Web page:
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Comparing the Costs

Due to factors such as energy supply, energy demand, regulatory requirements, technological advances, power plant size, capital investments over time, and many others, cost comparisons of electricity-generating options are exceptionally complex.

The most widely reported electricity-source cost comparison statistics are disseminated by the Atomic Industrial Forum (AIF), the Department of Energy (DOE), and utilities. Cost comparisons made by these organizations are based on different assumptions and methodologies, and generally focus on nuclear power, coal,1 gas, and oil (with the comparison between nuclear and coal the most common).

Despite biases favorable to nuclear power through the use of plant cost estimates rather than actual plant cost data (DOE and utility studies), and in sampling methods (AIF surveys), cost comparison figures from these sources continue to influence public opinion and utility planners.2 Even so, AIF economic surveys from 1985 and 1986 state that nuclear-generated electricity is more costly per kilowatt hour than coal-generated electricity.3 (Click here to see examples of electricity-source cost comparisons and projections.)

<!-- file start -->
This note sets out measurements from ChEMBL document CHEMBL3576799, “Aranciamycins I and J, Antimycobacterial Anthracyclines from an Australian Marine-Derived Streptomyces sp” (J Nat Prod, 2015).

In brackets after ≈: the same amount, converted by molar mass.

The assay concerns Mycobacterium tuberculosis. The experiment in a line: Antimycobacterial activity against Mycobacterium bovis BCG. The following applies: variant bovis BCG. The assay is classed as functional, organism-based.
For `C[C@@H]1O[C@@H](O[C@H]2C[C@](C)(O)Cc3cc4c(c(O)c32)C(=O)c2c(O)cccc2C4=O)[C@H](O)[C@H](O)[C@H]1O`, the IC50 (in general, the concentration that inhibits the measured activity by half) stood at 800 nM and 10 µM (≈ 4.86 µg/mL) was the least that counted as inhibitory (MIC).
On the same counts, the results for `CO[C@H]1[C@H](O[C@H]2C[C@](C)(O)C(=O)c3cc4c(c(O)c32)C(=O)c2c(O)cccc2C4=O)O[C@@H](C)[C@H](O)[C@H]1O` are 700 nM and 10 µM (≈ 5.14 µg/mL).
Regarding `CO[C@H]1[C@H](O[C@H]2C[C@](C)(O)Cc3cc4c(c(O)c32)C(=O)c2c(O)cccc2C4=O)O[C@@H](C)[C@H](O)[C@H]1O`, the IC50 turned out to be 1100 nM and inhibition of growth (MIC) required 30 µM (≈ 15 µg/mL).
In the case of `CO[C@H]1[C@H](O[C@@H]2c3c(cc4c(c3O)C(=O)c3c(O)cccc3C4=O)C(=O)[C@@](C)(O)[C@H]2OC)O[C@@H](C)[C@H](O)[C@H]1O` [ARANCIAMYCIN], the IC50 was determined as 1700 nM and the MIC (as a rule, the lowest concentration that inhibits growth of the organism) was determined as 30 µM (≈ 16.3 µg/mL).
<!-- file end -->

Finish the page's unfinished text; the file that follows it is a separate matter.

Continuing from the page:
At the national level, systematic studies which compare the costs of generating electricity from all energy sources (nuclear, coal, gas, oil, hydro, biomass, renewables, cogeneration, and others), along with the costs of implementing energy efficiency and conservation programs, do not exist.

1 Charles Komanoff, "The (Mal)practice of Nuclear Power Economics," op. cit.
2 Ibid.
3 Atomic Industrial Forum, Inc., "AIF Economic Survey," news release, September 25, 1986.